One With Nineveh : Politics, Consumption, and the Human Future (Paperback)
by Paul R. Ehrlich, Anne H. Ehrlich
Paul and Anne Ehrlich are professors in the department of Biological Sciences at Stanford. I was enrolled in Paul Elrich's course "Human Biology and the Environment", unofficially known as "The world in 18 lectures". It was a fascinating class based on this book and another book he wrote called Human Natures. Unfortunately, I had to drop the class because I didn't have time in my schedule. But I promised myself I would read the book over the summer.
Synopsis: Earth's resources are being consumed much faster than they are being replaced – this is causing world wide issues of poverty, energy shortages and climate change (among other things).
Summary: Basically what the authors are saying is that we as a country (America) and as a planet have overpopulated and overconsumed the planet. Greenhouse gases from agriculture and transportation is causing global warming. The burning of fossil fuels is leading to energy shortages. Increasing population rates in developing countries is causing the poor to get poorer. The destruction of rainforests is causing the loss of biodiversity. Continue reading
Today I found myself waiting for almost two hours for someone. Granted, she was at dinner with friends, but I really needed to get something from her before I went home. I tried calling her cell phone, but it would just ring and then go to voice mail. I was a little frustrated. I knew it wasn't her fault: I couldn't even let her know that I needed something, and I know she wasn't the one driving.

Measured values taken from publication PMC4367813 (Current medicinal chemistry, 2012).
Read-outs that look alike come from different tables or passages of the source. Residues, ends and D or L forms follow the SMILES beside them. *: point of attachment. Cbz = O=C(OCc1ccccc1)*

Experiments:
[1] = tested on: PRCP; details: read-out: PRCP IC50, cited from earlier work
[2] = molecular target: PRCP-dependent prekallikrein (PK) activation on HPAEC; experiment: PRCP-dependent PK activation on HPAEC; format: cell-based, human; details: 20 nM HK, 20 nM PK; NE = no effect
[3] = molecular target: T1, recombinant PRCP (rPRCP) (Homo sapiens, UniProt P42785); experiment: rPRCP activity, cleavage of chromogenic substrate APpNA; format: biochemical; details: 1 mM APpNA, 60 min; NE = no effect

She finally called me from a friend's phone to tell me that they were just wrapping up dinner and would be back in a little while. She sounded happy and that just made me more angry. I knew I shouldn't be angry because she deserved some fun with her friends, but it seemed like she didn't understand how long I had been waiting or what I was feeling at the time.
When I finally saw her, the first words she said to me were "sorry, I know it took a really long time, but I couldn't really do anything. I'm sorry". Almost instantly my frustration dissapated. That one word, really, was all I needed. To me, sorry meant so much more to me, the same way "oops" sometimes conveys something a lot more serious than the word sounds. To me, sorry meant "I know you've been waiting a long time and I wish I could have gotten here soon and thank you for being patient and not getting really angry". And it made me feel a lot better.
The words "I'm sorry" are powerful. I'm not suggesting you start apologizing to everyone all the time, but these two words are not heard often enough because people are often unwilling to say it. Japan's WWII war crimes to China. George Bush to the country. An angry parent to a child. When the time calls for it, say you're sorry. It means so much.
I've been toying with the idea of starting a blog, a real blog, not a Xanga or a LiveJournal or some other personal ranting website, but a real blog that posts about good information, opinions, and ideas. Well, its summer time and that means its time for something new. I'm excited about this blog because it forces me to put down in writing a lot of the things that I spend a lot of time thinking about.
The title: I'm known to be a very random person – I will switch topics with almost no transition. One minute I'm talking about bikes, the next minute I'm talking about biological processes in the elderly. I love science, and you will see that a lot in this blog, but I also am interested in pretty much everything. Also, I've realized more and more that the world needs saving, and since the best way to predict to the future is to create it, this blog is one of the steps I'm taking to save the world.
Nuff said, let's get cracking.
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